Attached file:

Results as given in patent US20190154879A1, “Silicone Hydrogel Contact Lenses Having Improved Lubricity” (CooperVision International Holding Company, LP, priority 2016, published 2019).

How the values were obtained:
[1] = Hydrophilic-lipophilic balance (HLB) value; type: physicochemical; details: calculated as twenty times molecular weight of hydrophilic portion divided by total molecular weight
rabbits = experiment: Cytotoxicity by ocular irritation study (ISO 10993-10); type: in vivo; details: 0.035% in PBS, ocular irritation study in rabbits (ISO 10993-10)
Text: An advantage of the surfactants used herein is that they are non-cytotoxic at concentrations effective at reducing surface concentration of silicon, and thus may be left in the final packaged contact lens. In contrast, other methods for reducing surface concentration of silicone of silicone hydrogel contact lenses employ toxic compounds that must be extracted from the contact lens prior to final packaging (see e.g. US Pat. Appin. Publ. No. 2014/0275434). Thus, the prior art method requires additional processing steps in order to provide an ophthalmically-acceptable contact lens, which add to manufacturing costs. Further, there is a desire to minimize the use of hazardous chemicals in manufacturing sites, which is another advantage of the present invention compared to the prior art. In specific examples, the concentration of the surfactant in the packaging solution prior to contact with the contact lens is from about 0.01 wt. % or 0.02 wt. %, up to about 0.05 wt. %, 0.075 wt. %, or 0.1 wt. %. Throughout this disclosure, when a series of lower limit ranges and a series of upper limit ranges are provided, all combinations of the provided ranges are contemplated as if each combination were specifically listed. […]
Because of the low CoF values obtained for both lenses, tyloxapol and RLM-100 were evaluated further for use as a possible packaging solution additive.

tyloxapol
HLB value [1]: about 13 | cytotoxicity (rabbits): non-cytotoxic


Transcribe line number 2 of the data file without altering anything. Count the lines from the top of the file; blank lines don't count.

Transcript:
How the values were obtained: